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My Path

It is always surprising for me to share how my original aspirations were very far removed from teaching. After what seemed like a successful foot into modelling, I obtained a degree in Theatre Performance. It was my dream to be a Theatre actress. Instead, I grew estranged from the acting world,  landed with an eating disorder and a disheveled private life. At 25 years old, I made a life-altering decision and moved to South Korea to work as an English teacher with children. It was in South Korea that I also began to teach yoga. Moving to Korea is one of the best decisions I ever made and from where the healing of my life began.

But I had no academic background in teaching. I also had no knowledge of yoga; its history, practices or theory. All I knew is when I taught yoga, it felt familiar.

When I returned to Canada, I embarked on certified training programs of yoga by living at the Sivananda ashrams. I still consider Sivananda my first teacher and made my way to India to learn more.  For me, learning and teaching are intrinsically linked.  As an adult student, I returned to university; obtaining a Masters of Education while also working as a teacher in the Toronto school private sector.  My thesis dissertation was on Yoga for children in Indian schools. For my research, I sat on the floor, ate with my hands and worked closely with Indian families.  My ethnographic project has been used by post-graduate students and educators for future research.  As a guest speaker, I lectured at York University, the University of Toronto,  McGill and the IYAT conference (International Association of Yoga Therapists) in Los Angeles, California.  


By far, the most pivotal shift along my path was studying directly under Pattabhi Jois in Mysore in 2000.  Practice was at 4:30 a.m. and I was one of only 7 other students in the shala. It was my 2nd trip to India and I stayed for 3 months to study yoga and travel.  I quickly accelerated in my practice but faced a severe injury.  Tending to my knee, I used to go up to the finishing room (a room only meant for the closing series) to practice an improv of back bending.  Students wondered who taught me but it was spontaneous.  Ironically, it was my injury that led to formal training of back bending.  I studied yoga back bending, the scriptures and other many yogic techniques with breath control over a 12-year span in Mysore.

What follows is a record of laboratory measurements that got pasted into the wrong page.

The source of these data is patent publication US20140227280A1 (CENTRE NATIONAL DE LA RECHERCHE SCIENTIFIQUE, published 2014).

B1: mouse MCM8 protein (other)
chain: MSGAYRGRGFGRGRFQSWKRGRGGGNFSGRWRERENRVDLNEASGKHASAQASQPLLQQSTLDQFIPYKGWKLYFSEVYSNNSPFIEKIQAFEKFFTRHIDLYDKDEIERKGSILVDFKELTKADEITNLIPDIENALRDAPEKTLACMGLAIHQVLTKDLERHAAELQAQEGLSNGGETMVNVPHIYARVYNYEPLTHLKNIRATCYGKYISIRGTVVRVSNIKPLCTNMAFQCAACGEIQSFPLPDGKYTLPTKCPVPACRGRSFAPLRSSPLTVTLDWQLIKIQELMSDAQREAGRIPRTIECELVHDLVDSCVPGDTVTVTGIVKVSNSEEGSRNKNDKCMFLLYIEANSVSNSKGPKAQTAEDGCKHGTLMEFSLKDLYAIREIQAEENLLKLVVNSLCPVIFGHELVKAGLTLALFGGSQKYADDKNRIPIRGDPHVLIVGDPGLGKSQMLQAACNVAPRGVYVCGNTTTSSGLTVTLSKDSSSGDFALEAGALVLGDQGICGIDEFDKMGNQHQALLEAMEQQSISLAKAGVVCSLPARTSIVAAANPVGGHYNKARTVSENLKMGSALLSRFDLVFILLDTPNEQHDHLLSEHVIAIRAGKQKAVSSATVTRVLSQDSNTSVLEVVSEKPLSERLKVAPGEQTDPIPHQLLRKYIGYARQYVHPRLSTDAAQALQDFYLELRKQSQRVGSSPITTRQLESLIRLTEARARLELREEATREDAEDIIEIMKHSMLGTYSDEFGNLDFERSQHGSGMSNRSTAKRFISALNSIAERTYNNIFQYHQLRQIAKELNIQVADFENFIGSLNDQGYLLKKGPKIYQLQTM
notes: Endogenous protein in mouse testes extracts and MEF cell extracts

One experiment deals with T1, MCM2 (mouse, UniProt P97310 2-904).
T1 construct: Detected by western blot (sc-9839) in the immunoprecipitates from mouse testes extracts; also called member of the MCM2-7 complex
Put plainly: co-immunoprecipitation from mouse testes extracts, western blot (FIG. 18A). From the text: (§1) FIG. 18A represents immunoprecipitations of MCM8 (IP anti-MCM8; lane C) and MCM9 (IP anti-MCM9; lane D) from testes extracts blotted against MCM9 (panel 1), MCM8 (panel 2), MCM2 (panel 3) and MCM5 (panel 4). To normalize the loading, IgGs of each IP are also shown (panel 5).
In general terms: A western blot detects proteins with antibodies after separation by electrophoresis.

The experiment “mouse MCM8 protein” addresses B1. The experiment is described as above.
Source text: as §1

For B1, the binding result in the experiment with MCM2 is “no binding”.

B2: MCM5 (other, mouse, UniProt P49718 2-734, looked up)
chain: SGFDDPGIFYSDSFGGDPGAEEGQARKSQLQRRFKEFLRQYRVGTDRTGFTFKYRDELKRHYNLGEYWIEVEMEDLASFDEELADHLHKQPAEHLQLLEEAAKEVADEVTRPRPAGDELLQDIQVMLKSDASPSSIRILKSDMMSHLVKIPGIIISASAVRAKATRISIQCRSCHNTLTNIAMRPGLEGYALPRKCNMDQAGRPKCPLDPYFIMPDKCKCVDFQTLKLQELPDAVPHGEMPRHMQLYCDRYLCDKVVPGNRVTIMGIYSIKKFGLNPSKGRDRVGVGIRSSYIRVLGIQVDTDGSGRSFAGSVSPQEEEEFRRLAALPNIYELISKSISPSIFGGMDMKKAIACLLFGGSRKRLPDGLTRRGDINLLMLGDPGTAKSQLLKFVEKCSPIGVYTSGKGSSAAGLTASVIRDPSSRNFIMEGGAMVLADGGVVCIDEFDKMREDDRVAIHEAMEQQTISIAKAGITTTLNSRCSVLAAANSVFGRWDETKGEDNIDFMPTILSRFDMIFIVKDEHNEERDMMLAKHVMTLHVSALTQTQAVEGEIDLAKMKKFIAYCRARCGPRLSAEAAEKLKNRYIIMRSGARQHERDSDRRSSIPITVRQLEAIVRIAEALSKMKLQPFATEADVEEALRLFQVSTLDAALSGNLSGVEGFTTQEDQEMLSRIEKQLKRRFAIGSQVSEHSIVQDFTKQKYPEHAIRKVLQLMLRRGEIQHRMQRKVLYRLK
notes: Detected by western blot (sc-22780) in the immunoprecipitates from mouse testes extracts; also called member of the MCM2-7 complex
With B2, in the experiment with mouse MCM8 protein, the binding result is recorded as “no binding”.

True to life, however, the path is not straight. It diverges with an inherent end to everything. Knowing when to let go is a great lesson both in life and of yoga. I eventually moved away from my former teacher and including Ashtanga yoga. Fast forward many years later after a miscarriage at 10 weeks in 2011 and to the birth of my son in 2013, my practice changed again.  I meet and gravitated toward studying under Yogacharya Vinay Kumar; the founder and teacher of Prana Vashya.


Both my initial teachers and the practices I had developed were no longer suitable or sustainable.  I stepped back to seek deeper and formal studies of meditation.  After a chance meeting with Swami Veda Bharati in 2009, I underwent silent retreats at his ashram in Rishikesh and was personally initiated into the practice with a private mantra. My on-going study also lead me to teachers such as Dipa (the only living daughter of the late Dipa Ma) in Kolkata and to finally meeting Shri BNS Iyengar in Mysore. I had known about Guruji (as I call him) when I began studying in Mysore. He was understood as being a great philosopher and it was said, “If you want to meet God,” then go to Guruji. He is my teacher now and from whom I have received the direct teachings of pranayama and philosophy with his guiding light. My most recent trip to Mysore included attending his 93rd birthday. 

Becoming a mother is, however, the greatest change to my  practice and to the way I live my life. What was once a very competitive personal practice grew into more of what real yoga is beyond the mat and teaching. The heart of yoga is kindness and patience. My little boy teaches me this in his own way every day. Words cannot convey what it means to me to be a mother other than to say it is full of joy, challenges and perennial life lessons.


The Yoga Way